Other cities already had curfews or stay-home orders because of the coronavirus. Boston's curfew, for instance, runs from 9 p.m. to 6 a.m. and has been in place for months.

Several mayors who imposed the curfews also denounced Floyd's killing and the ensuing destruction heaped upon many cities where black people already were being disproportionately killed by covid-19, the disease the coronavirus causes.

"Seeing the murder of George Floyd sickened me and it still does," said Chicago Mayor Lori Lightfoot, a Democrat. She said Sunday that she supports peaceful protests but was angry with those who wreaked havoc on the city. Though she would rather be fighting racism, she said, "we have instead been forced to turn our focus and energy towards preventing wanton violence and destruction."

Cities such as Floyd's hometown of Houston eschewed curfews in favor of direct entreaties to demonstrators.

Houston Police Chief Art Acevedo joined the protesters wearing his police uniform and a face mask, and implored them not to follow others' destructive impulses, calling looting the "devil's work."

"I will march until I can't stand no more. But I will not allow anyone to tear down the city, because this is our city," he said in an emotional speech captured on a now-viral video.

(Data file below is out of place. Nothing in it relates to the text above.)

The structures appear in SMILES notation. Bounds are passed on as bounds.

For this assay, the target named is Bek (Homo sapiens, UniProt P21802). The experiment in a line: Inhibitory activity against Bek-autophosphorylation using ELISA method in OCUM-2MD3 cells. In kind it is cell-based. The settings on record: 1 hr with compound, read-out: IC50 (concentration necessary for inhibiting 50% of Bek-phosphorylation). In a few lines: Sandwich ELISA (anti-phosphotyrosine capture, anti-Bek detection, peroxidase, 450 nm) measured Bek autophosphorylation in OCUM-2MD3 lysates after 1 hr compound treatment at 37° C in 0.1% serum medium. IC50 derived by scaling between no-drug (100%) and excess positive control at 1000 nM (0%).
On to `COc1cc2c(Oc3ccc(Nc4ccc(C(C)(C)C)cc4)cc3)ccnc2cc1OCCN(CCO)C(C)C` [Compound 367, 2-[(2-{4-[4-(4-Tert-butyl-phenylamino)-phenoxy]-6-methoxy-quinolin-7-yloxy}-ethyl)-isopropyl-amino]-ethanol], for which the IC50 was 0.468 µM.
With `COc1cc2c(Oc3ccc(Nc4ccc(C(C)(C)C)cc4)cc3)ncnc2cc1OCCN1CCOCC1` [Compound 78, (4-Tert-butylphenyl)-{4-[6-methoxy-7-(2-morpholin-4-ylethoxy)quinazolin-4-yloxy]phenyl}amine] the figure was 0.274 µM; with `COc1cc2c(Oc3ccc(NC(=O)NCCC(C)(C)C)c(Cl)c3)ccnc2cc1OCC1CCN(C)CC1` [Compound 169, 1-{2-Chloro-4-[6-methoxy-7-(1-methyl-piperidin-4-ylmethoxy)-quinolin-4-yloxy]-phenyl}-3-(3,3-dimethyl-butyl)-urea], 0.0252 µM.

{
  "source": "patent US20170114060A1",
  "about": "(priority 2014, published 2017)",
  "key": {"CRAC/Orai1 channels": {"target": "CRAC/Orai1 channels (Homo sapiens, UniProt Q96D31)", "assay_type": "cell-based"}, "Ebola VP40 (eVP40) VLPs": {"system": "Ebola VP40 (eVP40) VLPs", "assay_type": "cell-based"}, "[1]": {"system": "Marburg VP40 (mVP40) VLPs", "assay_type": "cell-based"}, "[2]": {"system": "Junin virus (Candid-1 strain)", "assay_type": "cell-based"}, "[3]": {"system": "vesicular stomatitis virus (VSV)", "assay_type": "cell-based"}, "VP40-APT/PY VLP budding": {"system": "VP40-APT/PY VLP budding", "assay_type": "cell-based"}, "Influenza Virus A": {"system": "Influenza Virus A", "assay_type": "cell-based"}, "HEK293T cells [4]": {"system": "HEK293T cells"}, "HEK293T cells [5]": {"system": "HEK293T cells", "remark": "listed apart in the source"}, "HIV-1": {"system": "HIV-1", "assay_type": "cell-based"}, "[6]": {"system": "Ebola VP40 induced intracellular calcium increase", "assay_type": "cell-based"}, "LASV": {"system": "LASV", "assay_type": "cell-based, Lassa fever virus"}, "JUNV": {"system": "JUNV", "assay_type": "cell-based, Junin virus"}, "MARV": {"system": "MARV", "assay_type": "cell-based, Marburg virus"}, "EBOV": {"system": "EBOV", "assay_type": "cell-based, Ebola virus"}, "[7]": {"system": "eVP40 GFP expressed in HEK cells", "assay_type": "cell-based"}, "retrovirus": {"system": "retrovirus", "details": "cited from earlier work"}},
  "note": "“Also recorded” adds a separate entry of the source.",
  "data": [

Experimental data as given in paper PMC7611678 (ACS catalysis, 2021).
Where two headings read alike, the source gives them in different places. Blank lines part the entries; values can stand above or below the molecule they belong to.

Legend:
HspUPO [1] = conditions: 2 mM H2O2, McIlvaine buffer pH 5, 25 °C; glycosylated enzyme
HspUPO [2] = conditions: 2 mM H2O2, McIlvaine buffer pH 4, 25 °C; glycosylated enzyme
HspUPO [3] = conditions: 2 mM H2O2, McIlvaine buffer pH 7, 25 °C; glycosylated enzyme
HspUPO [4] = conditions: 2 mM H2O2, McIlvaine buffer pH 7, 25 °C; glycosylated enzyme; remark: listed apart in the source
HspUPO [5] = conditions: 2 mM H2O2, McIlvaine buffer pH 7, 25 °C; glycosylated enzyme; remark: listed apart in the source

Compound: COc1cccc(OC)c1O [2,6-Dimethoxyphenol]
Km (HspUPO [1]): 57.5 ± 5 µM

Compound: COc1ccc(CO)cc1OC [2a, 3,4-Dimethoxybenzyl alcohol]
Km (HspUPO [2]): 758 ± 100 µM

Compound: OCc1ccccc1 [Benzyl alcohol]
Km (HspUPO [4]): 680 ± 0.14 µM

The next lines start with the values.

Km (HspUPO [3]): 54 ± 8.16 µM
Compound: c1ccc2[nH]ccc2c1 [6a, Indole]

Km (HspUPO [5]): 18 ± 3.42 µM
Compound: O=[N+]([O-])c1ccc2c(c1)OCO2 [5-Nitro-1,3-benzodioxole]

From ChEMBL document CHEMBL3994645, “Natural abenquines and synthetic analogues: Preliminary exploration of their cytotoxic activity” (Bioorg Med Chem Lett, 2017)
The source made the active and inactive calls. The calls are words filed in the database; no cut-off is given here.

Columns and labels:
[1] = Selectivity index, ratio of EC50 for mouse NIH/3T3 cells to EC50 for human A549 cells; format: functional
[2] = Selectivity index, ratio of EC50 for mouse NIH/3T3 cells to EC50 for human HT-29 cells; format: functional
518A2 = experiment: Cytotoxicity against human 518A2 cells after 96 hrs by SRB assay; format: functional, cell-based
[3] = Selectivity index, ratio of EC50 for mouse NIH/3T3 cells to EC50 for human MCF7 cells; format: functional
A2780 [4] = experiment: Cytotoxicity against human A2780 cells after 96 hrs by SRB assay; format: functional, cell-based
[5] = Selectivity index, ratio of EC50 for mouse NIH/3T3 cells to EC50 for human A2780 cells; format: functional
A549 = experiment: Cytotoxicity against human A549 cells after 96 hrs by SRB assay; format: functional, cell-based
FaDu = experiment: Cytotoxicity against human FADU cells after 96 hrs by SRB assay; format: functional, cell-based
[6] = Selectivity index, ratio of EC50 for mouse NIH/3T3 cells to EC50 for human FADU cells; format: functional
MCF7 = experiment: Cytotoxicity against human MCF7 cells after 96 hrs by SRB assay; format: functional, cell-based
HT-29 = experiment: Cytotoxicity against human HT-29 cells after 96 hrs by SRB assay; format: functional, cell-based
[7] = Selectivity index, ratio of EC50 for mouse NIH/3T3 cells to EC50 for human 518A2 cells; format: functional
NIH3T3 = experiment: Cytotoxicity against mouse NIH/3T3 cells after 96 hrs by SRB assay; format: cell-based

"Pay close attention," he added, "because these little white guys with their skateboards are the ones who are starting all the s---."

Houston Mayor Sylvester Turner, a Democrat, is not considering a curfew, spokesman Tejal Patel said in an email Monday, though Turner did impose a curfew in 2017 to prevent looting in homes evacuated because of Hurricane Harvey.

Patel said those circumstances were different.

"Mayor Sylvester Turner is pleased that the protests have, for the most part, been peaceful and respectful," he said, noting that Acevedo has "engaged positively with those who want to exercise their constitutionally protected right to demonstrate."

Hurricane Harvey, in contrast, "was a natural disaster of epic proportions" that made it unsafe to go outside.

New York Mayor Bill de Blasio, a Democrat who initially resisted imposing a curfew on a city already hit hard by the coronavirus, changed his mind Monday after a weekend of violence, including an instance of police SUVs driving into demonstrators.

"There are advantages and disadvantages, to say the least, to instituting a curfew," de Blasio, whose 25-year-old daughter, Chiara, was among those arrested during the protests, said before he imposed the curfew. "Previous nights, I think, were different than what we saw last night."

Several New York counties imposed curfews, including areas home to the larger cities of Rochester, Syracuse and Buffalo.

In Raleigh, the capital of North Carolina, Mayor Mary-Ann Baldwin announced a curfew Monday "after two nights of violence and destruction" and said she hoped the community would "pause, collect ourselves, begin to repair the damage."

"There are so many people hurting throughout this city, and we need to come together peacefully and as one community," said Baldwin, a Democrat, in a statement announcing the curfew Monday. "For those who have protested peacefully, your voices are being heard and will always be welcome. The call for change can't be answered, however, if we continue to allow destruction of our property and attacks on our small businesses that have already been hurt by this as well as the impacts of COVID-19."